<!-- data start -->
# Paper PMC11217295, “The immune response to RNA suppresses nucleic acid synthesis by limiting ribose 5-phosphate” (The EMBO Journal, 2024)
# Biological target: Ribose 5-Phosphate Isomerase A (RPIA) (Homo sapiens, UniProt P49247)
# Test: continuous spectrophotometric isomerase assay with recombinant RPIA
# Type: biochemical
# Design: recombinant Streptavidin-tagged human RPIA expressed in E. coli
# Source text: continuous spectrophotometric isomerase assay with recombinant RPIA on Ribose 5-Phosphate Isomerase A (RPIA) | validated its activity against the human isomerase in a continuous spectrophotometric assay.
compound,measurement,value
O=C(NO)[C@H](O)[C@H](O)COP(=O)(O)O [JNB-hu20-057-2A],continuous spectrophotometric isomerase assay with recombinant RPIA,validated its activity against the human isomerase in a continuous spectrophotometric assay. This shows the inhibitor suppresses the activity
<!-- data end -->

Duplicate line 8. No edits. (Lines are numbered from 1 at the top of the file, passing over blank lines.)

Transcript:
O=C(NO)[C@H](O)[C@H](O)COP(=O)(O)O [JNB-hu20-057-2A],continuous spectrophotometric isomerase assay with recombinant RPIA,validated its activity against the human isomerase in a continuous spectrophotometric assay. This shows the inhibitor suppresses the activity